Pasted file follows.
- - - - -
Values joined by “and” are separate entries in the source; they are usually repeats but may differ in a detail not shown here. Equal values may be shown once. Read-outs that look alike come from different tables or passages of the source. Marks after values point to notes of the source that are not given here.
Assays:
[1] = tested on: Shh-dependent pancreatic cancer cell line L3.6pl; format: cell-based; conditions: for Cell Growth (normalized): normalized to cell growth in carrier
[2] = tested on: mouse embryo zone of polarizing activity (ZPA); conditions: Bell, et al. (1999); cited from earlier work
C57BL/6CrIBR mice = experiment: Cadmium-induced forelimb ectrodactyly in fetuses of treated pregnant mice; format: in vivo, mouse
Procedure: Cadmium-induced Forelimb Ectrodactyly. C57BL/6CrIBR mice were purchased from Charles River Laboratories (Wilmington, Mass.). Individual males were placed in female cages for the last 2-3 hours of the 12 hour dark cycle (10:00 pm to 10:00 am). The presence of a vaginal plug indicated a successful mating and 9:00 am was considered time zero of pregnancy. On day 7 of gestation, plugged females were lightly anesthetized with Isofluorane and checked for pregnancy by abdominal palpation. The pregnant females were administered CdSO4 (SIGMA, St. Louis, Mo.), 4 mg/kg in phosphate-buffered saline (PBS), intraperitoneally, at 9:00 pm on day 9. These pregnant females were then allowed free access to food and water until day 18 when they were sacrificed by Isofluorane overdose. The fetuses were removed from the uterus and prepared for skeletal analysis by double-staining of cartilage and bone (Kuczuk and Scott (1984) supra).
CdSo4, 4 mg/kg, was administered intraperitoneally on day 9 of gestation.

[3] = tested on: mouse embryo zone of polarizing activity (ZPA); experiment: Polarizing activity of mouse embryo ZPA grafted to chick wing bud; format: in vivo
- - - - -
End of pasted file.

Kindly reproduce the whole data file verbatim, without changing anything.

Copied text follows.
Values joined by “and” are separate entries in the source; they are usually repeats but may differ in a detail not shown here. Equal values may be shown once. Read-outs that look alike come from different tables or passages of the source. Marks after values point to notes of the source that are not given here.
Assays:
[1] = tested on: Shh-dependent pancreatic cancer cell line L3.6pl; format: cell-based; conditions: for Cell Growth (normalized): normalized to cell growth in carrier
[2] = tested on: mouse embryo zone of polarizing activity (ZPA); conditions: Bell, et al. (1999); cited from earlier work
C57BL/6CrIBR mice = experiment: Cadmium-induced forelimb ectrodactyly in fetuses of treated pregnant mice; format: in vivo, mouse
Procedure: Cadmium-induced Forelimb Ectrodactyly. C57BL/6CrIBR mice were purchased from Charles River Laboratories (Wilmington, Mass.). Individual males were placed in female cages for the last 2-3 hours of the 12 hour dark cycle (10:00 pm to 10:00 am). The presence of a vaginal plug indicated a successful mating and 9:00 am was considered time zero of pregnancy. On day 7 of gestation, plugged females were lightly anesthetized with Isofluorane and checked for pregnancy by abdominal palpation. The pregnant females were administered CdSO4 (SIGMA, St. Louis, Mo.), 4 mg/kg in phosphate-buffered saline (PBS), intraperitoneally, at 9:00 pm on day 9. These pregnant females were then allowed free access to food and water until day 18 when they were sacrificed by Isofluorane overdose. The fetuses were removed from the uterus and prepared for skeletal analysis by double-staining of cartilage and bone (Kuczuk and Scott (1984) supra).
CdSo4, 4 mg/kg, was administered intraperitoneally on day 9 of gestation.

[3] = tested on: mouse embryo zone of polarizing activity (ZPA); experiment: Polarizing activity of mouse embryo ZPA grafted to chick wing bud; format: in vivo